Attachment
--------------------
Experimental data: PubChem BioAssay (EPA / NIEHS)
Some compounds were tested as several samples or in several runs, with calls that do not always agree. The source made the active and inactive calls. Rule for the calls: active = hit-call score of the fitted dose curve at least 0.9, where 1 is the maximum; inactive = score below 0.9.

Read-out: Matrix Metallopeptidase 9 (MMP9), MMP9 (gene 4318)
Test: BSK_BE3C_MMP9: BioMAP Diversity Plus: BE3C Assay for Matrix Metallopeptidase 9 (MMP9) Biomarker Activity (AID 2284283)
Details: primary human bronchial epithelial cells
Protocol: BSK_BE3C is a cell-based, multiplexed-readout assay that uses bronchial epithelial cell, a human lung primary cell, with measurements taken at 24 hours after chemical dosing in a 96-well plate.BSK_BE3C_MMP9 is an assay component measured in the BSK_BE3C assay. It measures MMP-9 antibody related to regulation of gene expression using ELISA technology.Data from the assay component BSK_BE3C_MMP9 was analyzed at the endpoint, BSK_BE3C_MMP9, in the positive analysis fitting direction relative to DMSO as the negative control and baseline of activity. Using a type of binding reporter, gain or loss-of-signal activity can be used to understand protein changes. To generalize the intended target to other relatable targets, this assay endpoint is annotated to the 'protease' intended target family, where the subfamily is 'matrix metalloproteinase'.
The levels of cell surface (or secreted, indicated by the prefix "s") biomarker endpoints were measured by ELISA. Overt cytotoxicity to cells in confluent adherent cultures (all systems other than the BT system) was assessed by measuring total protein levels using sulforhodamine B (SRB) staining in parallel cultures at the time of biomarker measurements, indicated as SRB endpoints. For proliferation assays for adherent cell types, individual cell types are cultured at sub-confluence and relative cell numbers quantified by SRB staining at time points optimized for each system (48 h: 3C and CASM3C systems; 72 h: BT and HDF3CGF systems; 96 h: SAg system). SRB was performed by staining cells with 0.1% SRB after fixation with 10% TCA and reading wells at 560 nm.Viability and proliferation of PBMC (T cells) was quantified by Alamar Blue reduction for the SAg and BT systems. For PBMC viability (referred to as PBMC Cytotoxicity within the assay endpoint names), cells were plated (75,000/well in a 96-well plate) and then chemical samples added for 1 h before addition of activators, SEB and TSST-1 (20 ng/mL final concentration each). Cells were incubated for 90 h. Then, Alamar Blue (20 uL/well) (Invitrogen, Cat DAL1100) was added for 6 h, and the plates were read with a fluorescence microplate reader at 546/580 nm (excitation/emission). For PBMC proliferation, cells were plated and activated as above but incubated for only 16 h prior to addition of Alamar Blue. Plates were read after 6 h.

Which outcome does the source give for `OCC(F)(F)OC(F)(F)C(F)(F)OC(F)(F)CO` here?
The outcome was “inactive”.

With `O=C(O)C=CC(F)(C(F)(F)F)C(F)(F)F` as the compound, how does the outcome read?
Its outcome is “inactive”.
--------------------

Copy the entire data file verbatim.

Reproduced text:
Experimental data: PubChem BioAssay (EPA / NIEHS)
Some compounds were tested as several samples or in several runs, with calls that do not always agree. The source made the active and inactive calls. Rule for the calls: active = hit-call score of the fitted dose curve at least 0.9, where 1 is the maximum; inactive = score below 0.9.

Read-out: Matrix Metallopeptidase 9 (MMP9), MMP9 (gene 4318)
Test: BSK_BE3C_MMP9: BioMAP Diversity Plus: BE3C Assay for Matrix Metallopeptidase 9 (MMP9) Biomarker Activity (AID 2284283)
Details: primary human bronchial epithelial cells
Protocol: BSK_BE3C is a cell-based, multiplexed-readout assay that uses bronchial epithelial cell, a human lung primary cell, with measurements taken at 24 hours after chemical dosing in a 96-well plate.BSK_BE3C_MMP9 is an assay component measured in the BSK_BE3C assay. It measures MMP-9 antibody related to regulation of gene expression using ELISA technology.Data from the assay component BSK_BE3C_MMP9 was analyzed at the endpoint, BSK_BE3C_MMP9, in the positive analysis fitting direction relative to DMSO as the negative control and baseline of activity. Using a type of binding reporter, gain or loss-of-signal activity can be used to understand protein changes. To generalize the intended target to other relatable targets, this assay endpoint is annotated to the 'protease' intended target family, where the subfamily is 'matrix metalloproteinase'.
The levels of cell surface (or secreted, indicated by the prefix "s") biomarker endpoints were measured by ELISA. Overt cytotoxicity to cells in confluent adherent cultures (all systems other than the BT system) was assessed by measuring total protein levels using sulforhodamine B (SRB) staining in parallel cultures at the time of biomarker measurements, indicated as SRB endpoints. For proliferation assays for adherent cell types, individual cell types are cultured at sub-confluence and relative cell numbers quantified by SRB staining at time points optimized for each system (48 h: 3C and CASM3C systems; 72 h: BT and HDF3CGF systems; 96 h: SAg system). SRB was performed by staining cells with 0.1% SRB after fixation with 10% TCA and reading wells at 560 nm.Viability and proliferation of PBMC (T cells) was quantified by Alamar Blue reduction for the SAg and BT systems. For PBMC viability (referred to as PBMC Cytotoxicity within the assay endpoint names), cells were plated (75,000/well in a 96-well plate) and then chemical samples added for 1 h before addition of activators, SEB and TSST-1 (20 ng/mL final concentration each). Cells were incubated for 90 h. Then, Alamar Blue (20 uL/well) (Invitrogen, Cat DAL1100) was added for 6 h, and the plates were read with a fluorescence microplate reader at 546/580 nm (excitation/emission). For PBMC proliferation, cells were plated and activated as above but incubated for only 16 h prior to addition of Alamar Blue. Plates were read after 6 h.

Which outcome does the source give for `OCC(F)(F)OC(F)(F)C(F)(F)OC(F)(F)CO` here?
The outcome was “inactive”.

With `O=C(O)C=CC(F)(C(F)(F)F)C(F)(F)F` as the compound, how does the outcome read?
Its outcome is “inactive”.